Equity issuance (net of transaction costs) (note 16) (in shares) 5,003,412          
Dividends declared       (93,858)   (93,858)
Restricted Share Unit plan, Performance Share Unit plan, and Long Term Incentive Plan (note 16 and 18(c,d)) $ (6,272)         (6,272)
Restricted Share Unit plan, Performance Share Unit plan, and Long Term Incentive Plan (note 16 and 18(c,d)) (in shares) (42,380)          
Balance at the end of the year at Dec. 31, 2017 $ 5,288,432 $ 186,754 $ 37,254 $ (595,797) $ 30,348 $ 4,946,991
Balance at the end of the year (in Shares) at Dec. 31, 2017 232,250,441          
v3.8.0.1
CONSOLIDATED STATEMENTS OF EQUITY (Parenthetical) - $ / shares
12 Months Ended
Dec. 31, 2017
Dec. 31, 2016
CONSOLIDATED STATEMENTS OF EQUITY    
Cash dividends declared per common share $ 0.41 $ 0.36
v3.8.0.1
CONSOLIDATED STATEMENTS OF CASH FLOWS - USD ($)
$ in Thousands
12 Months Ended
Dec. 31, 2017
Dec. 31, 2016
OPERATING ACTIVITIES    
Net income for the year $ 243,887 $ 158,824
Add (deduct) items not affecting cash:    
Amortization of property, plant and mine development (note 10) 508,739 613,160
Deferred income and mining taxes (note 23) 10,855 7,609
Gain on sale of available-for-sale securities (note 8) (168) (3,500)
Stock-based compensation (note 18) 43,674 33,804
Impairment loss on available-for-sale securities (note 8) 8,532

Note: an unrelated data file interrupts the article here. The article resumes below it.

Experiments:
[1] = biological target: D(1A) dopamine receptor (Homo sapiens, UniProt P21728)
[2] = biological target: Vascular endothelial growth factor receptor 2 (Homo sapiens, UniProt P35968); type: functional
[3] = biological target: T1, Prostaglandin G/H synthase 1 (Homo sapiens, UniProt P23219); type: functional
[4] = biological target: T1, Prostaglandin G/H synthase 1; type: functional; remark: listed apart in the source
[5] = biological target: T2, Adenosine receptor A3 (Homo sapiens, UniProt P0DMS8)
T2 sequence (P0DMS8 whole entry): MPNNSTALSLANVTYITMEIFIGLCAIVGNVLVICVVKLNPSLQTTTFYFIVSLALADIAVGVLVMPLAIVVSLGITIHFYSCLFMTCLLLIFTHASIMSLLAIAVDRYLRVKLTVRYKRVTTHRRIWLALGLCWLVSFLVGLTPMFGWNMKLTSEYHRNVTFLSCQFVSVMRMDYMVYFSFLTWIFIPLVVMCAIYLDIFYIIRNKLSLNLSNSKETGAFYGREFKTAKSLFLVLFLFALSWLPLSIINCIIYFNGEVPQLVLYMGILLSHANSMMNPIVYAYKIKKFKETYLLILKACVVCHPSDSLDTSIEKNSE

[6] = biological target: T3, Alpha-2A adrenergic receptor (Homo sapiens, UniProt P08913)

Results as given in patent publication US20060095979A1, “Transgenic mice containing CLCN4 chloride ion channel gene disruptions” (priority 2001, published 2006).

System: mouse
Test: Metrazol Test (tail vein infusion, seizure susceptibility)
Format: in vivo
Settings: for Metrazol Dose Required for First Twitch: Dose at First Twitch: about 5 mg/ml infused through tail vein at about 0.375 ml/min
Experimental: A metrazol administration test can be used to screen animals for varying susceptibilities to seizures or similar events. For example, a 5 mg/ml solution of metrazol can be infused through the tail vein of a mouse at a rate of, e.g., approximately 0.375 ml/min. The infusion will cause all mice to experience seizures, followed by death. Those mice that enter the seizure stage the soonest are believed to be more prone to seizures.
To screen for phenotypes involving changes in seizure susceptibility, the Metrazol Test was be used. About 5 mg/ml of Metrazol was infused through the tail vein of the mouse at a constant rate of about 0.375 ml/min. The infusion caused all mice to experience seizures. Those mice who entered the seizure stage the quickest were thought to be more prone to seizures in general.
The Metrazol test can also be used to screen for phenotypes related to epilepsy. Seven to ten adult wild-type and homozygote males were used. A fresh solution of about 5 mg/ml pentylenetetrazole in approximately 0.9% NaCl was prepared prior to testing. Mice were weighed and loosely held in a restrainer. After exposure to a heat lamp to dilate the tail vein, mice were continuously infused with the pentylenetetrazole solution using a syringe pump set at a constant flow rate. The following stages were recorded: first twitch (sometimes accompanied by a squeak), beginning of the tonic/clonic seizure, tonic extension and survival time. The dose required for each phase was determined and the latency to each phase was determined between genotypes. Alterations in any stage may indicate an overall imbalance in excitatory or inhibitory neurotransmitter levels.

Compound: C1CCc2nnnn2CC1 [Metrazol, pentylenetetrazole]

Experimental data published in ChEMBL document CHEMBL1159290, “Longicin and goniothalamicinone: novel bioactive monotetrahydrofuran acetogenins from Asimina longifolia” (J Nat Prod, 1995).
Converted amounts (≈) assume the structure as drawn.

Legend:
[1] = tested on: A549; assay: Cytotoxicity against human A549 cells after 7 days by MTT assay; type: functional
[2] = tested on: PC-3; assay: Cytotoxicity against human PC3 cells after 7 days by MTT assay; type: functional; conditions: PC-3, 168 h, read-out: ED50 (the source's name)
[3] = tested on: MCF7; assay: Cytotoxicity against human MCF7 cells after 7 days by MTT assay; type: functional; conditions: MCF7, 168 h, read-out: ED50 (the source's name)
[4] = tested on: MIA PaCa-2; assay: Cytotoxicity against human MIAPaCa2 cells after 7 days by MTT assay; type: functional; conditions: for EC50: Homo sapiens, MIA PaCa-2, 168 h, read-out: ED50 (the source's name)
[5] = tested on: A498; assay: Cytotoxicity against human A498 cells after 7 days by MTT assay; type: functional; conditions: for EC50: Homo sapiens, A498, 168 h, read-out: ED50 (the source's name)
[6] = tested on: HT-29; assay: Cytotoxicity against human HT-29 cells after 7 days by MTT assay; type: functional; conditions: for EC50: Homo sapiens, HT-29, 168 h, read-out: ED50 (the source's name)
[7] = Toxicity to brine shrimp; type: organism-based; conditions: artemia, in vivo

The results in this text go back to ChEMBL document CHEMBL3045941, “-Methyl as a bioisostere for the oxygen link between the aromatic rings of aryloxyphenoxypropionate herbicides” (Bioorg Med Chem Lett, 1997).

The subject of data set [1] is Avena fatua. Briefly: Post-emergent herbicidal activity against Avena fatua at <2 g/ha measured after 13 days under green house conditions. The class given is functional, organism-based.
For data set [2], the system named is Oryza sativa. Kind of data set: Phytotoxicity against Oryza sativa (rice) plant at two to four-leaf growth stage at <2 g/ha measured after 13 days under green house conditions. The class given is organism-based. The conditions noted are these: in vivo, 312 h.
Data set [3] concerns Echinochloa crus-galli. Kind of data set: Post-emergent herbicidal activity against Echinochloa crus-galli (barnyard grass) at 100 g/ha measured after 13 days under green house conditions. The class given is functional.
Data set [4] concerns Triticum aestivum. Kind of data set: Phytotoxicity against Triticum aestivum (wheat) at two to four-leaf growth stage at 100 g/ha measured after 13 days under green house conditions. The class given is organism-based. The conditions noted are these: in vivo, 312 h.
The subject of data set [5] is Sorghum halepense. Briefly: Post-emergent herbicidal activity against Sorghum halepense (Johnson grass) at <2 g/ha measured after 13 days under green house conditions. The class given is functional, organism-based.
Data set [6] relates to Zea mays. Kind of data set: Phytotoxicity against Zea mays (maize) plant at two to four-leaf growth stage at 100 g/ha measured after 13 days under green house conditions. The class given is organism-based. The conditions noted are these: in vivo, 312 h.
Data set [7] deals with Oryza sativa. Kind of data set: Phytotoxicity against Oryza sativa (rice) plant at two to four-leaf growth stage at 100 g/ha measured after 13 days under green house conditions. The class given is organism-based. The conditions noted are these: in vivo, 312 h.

Gain on impairment reversal (note 22)   (120,161)
Foreign currency translation loss 13,313 13,157
Other 15,362 14,012
Adjustment for settlement of reclamation provision (4,824) (2,719)
Changes in non-cash working capital balances:    
Trade receivables (3,815) (471)
Income taxes (31,913) 28,082
Inventories (64,889) 20,355
Other current assets (13,722) 53,009
Accounts payable and accrued liabilities 44,694 (35,408)
Interest payable (2,168) (1,136)
Cash provided by operating activities 767,557 778,617
INVESTING ACTIVITIES    
Additions to property, plant and mine development (note 10) (874,153) (516,050)
Acquisitions, net of cash and cash equivalents acquired (note 5) (71,989) (12,434)
Net purchases of short- term investments (2,495) (980)
Net proceeds from sale of available-for-sale securities and other investments (note 8) 333 9,461
Purchases of available- for- sale securities and other investments (note 8) (51,724) (33,774)
(Increase) decrease in restricted cash (24) 287
Cash used in investing activities (1,000,052) (553,490)
FINANCING ACTIVITIES    
Dividends paid (76,075) (71,375)
Repayment of finance lease obligations (note 13(a)) (5,252) (10,004)